A number is rational if it is equal to a ratio of
two integers: that is, if it can be written as a fraction $$m/n$$
where $m$ and $n$ are integers.
Is $$3/5$$ a rational number?
 
Notice that the number 2 can be written as $$2/1$$.
Find a fraction that is equal to 3.
 
Is every integer a rational number?
 
Remember that we can add and subtract fractions by putting them over a common denominator,
and the result will still be a fraction. Similarly, if you multiply or divide two fractions,
the result will again be a fraction.
Is $$3/43 + 7/12$$ a rational number?
(You don’t have to compute it.)
 
Is $$7/22(355/113)$$ a rational number?
 
If $q$ and $r$ are rational numbers, then so are $q+r$, $qr$, and $qr$.
If $r ≠ 0$, $$q/r$$ is also a rational number.
(The symbol ‘$≠$’ means “is not equal to.”)
One common way of writing rational numbers is as repeating
decimals. Remember that when we write a decimal with a bar over some
of its numbers, like $1.\ov{27}$, what we mean is that those numbers are repeated
infinitely:
$$
1.\ov{27}=1.27272727...
$$
You can use algebra to convert any repeating decimal into a fraction. For example, you
can convert $1.\ov{27}$ to a fraction as follows:
$$
\cl"tight"{\table
x, , , =, 1.\ov{27};
x, , , =, 1.27\ov{27}, , ,
\; \cl"hint"\text"pulling out the first repetition";
100x, , , =, 127.\ov{27}, , ,
\; \cl"hint"\text"multiplying both sides by 100";
100x, , x, =, 127.\ov{27}, , x,
\; \cl"hint"{\text"subtracting"\,x\,\text"from both sides..."};
\colspan 3 99x, =, 127.\ov{27}, , 1.\ov{27},
\; \cl"hint"{\text"...and using the fact that"\,x= 1.\ov{27}\,\text"..."};
\colspan 3 99x, =, \colspan 3 126,
\; \cl"hint"\text"...to make the repeated part cancel out";
\colspan 3 {99 x} / 99, =, \colspan 3 126/99;
\colspan 3 x, =, \colspan 3 14/11
}
$$
We multiplied by $100=10^2$ in order to shift the repeating decimal over by 2 decimal places,
because there were 2 repeated digits. In general, if there are $n$ repeated digits, then we
multiply by $10^n$ to shift the repeating decimal over by $n$ decimal places.
Convert the following repeating decimals into fractions.
Irrational numbers
Having seen a large number of examples of rational numbers, you might wonder whether every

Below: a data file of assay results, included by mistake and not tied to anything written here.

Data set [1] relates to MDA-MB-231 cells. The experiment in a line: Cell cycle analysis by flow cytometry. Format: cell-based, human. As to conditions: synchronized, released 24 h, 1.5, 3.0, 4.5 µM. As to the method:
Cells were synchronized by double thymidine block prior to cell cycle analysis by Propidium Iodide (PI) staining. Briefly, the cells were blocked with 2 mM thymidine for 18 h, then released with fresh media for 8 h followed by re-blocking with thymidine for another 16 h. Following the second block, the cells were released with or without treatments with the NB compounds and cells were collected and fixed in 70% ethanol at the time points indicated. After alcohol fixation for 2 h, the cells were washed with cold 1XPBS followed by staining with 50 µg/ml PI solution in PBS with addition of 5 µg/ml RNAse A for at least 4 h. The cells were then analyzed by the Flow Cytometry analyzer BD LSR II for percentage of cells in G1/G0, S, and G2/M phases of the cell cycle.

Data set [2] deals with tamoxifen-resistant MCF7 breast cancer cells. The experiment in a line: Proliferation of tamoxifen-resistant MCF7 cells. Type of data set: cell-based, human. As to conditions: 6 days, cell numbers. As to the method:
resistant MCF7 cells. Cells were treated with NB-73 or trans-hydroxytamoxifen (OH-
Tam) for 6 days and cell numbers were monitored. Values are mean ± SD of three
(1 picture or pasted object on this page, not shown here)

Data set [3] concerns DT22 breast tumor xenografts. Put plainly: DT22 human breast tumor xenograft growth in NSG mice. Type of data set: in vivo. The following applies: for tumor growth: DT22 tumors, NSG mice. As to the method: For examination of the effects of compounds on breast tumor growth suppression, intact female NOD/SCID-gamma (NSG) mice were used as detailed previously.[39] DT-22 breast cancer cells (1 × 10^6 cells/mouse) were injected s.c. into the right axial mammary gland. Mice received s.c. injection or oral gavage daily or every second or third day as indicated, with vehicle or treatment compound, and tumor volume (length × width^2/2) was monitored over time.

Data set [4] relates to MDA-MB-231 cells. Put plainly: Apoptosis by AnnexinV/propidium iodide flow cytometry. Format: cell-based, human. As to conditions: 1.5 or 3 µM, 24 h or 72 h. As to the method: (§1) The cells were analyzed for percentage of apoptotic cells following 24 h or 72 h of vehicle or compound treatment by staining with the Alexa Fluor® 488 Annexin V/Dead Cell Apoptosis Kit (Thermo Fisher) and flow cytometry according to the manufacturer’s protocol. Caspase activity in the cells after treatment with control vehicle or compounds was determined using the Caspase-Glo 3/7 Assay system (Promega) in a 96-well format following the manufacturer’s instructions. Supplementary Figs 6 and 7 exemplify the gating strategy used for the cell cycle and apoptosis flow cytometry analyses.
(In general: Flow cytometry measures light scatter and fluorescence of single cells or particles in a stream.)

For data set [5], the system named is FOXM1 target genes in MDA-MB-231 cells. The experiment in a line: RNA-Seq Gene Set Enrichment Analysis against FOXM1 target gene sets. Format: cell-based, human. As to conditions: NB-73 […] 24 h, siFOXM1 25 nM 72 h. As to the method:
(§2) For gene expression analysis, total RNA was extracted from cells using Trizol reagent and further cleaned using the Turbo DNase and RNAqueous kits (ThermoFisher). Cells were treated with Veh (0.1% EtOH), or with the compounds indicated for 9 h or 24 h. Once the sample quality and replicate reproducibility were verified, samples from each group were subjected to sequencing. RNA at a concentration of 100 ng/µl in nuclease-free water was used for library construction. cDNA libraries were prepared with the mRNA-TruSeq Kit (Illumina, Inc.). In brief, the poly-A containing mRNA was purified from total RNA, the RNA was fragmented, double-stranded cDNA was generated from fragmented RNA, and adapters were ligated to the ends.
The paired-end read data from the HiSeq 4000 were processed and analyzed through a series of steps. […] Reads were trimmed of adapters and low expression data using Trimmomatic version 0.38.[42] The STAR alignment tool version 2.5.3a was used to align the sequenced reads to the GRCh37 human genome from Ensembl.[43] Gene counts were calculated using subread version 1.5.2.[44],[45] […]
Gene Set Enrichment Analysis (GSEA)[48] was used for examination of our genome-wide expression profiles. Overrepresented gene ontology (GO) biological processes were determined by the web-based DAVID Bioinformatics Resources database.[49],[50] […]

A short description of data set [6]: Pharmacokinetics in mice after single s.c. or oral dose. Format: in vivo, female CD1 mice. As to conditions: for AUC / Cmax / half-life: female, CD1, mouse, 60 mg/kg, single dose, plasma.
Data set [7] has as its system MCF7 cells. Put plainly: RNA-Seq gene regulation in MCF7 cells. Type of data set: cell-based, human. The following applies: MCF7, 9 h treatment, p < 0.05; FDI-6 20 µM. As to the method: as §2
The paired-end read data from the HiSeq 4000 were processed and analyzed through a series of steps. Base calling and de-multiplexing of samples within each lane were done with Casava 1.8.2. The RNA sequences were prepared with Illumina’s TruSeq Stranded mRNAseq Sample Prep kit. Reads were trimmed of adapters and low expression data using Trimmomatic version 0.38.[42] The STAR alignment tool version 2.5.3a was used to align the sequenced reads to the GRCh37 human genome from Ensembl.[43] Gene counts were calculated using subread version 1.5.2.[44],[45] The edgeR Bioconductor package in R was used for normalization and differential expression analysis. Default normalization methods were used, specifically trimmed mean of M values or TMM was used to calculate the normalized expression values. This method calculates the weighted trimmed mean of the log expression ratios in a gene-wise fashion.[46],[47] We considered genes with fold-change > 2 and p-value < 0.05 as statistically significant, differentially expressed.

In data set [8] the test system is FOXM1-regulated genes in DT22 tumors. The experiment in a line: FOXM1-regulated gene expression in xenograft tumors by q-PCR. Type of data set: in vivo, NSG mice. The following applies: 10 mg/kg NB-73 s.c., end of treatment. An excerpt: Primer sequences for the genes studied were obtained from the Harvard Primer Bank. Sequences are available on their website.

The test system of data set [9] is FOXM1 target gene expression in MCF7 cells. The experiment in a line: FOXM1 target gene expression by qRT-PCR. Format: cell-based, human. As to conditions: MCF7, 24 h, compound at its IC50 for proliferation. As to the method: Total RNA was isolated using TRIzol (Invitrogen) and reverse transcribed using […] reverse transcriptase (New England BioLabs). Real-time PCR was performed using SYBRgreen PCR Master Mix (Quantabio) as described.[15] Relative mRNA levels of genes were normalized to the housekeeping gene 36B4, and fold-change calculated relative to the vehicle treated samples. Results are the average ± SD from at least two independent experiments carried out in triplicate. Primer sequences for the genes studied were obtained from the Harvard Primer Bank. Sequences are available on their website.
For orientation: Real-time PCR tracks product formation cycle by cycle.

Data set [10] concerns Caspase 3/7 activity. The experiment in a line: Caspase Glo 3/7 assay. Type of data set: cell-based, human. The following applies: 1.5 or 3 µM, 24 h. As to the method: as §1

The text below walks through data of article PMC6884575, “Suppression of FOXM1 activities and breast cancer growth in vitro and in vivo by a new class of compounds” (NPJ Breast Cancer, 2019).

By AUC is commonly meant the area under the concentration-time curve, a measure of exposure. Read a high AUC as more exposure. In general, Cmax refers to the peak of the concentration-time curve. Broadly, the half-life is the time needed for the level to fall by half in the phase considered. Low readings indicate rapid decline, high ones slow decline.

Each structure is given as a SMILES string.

number is rational. We’ll look at whether $√2$ is rational.
Finding out whether $√2$ is rational is the same as finding out whether there is
a fraction whose square is 2. Using your calculator or the grid on the left, compute the square
of each of the following fractions as a decimal, rounded to as many decimal places as fit in the
answer box.
Fraction and its square  Is the square equal to 2?

As you can see, the squares of the numbers in the table get very
close to 2. Are any of them exactly equal to 2?
 
You can quickly square any rational number by entering it in the input
boxes below the grid to the left. Can you find any rational number whose square is exactly
equal to 2?
 
In fact, there is no such rational number. If you would like to see a proof of this,
click here.
A number which is not rational is called
irrational.
So $√2$ is an irrational number. In fact:
If $n$ is a positive integer and $√n$ is not an integer, then $√n$
is an irrational number.
This is also proved at the link above.
Arithmetic with irrational numbers
In the last question, we learned that square roots such as $√2$ or $√37$ are irrational.
We’ll now look at more complicated expressions formed from those square roots, such as $√2+1$
or $5√37$.
We’ll start by trying to figure out if the number $√2+1$
is rational or irrational. What is a simpler way of writing the sum
$(√2+1)+(1)$?
 
Is that sum rational or irrational?
 
As you saw in ratDef, the sum of two
rational numbers is rational. If $q$ is a rational number, is the sum $q+(1)$ rational or
irrational?
 
If $q=√2+1$, the sum $q+(1)$ is irrational. Can $√2+1$ be a rational
number?
 
Is $√2+1$ rational or irrational?
 
Now, we’ll try to determine whether or not $5√37$ is rational. What is
a simpler way of writing $$1/5(5√37)$$?
 
Is that product rational or irrational?
 
If $q$ is a rational number, is the product $$1/5 q$$
rational or irrational?
 
If $q=5√37$, the product $$1/5 q$$ is irrational. Can
$5√37$ be a rational number?
 
Is $5√37$ rational or irrational?
 
In this way, we can see that:
If $q$ is a rational number and $s$ is an irrational number, then $s+q$
is irrational. If $q ≠ 0$, $qs$ is also irrational.
Now, we’ll look at what happens when you divide a rational number by an irrational
number, by considering the specific example $$2/√3$$.
We’re trying to figure out if the number
$$2/√3$$ is rational or irrational. What is a simpler way of writing the product
$$2/√3 (√3)$$?
 
Is that product rational or irrational?
 
If $q$ is a nonzero rational number, is the product $q√3$ rational or
irrational?
(Remember that the product of a nonzero rational number and an irrational
number is irrational.)
 
If $$q=2/√3$$, the product $q√3$ is rational. Can
$$q=2/√3$$ be a rational number?
 
Is $$q=2/√3$$ rational or irrational?
 
In this way, we can also see that:
If $q$ is a nonzero rational number and $s$ is an irrational number,
then $$q/s$$ is irrational.